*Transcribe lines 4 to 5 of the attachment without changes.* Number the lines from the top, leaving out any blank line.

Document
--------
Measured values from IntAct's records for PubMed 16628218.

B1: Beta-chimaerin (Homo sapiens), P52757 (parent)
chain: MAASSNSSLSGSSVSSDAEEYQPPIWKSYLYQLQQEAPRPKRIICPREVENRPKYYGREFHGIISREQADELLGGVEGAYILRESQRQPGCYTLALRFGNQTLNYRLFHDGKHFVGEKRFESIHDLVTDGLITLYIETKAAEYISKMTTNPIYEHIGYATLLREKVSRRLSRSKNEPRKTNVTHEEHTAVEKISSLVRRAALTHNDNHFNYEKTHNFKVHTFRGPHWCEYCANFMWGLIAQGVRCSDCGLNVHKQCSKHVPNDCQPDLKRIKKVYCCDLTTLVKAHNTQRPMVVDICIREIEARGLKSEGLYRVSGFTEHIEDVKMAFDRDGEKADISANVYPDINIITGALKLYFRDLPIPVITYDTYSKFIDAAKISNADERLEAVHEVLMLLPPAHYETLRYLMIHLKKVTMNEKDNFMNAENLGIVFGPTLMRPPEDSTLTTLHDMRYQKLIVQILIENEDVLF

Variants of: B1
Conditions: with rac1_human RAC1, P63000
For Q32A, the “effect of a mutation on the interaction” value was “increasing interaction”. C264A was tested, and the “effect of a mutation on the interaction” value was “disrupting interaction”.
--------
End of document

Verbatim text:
Variants of: B1
Conditions: with rac1_human RAC1, P63000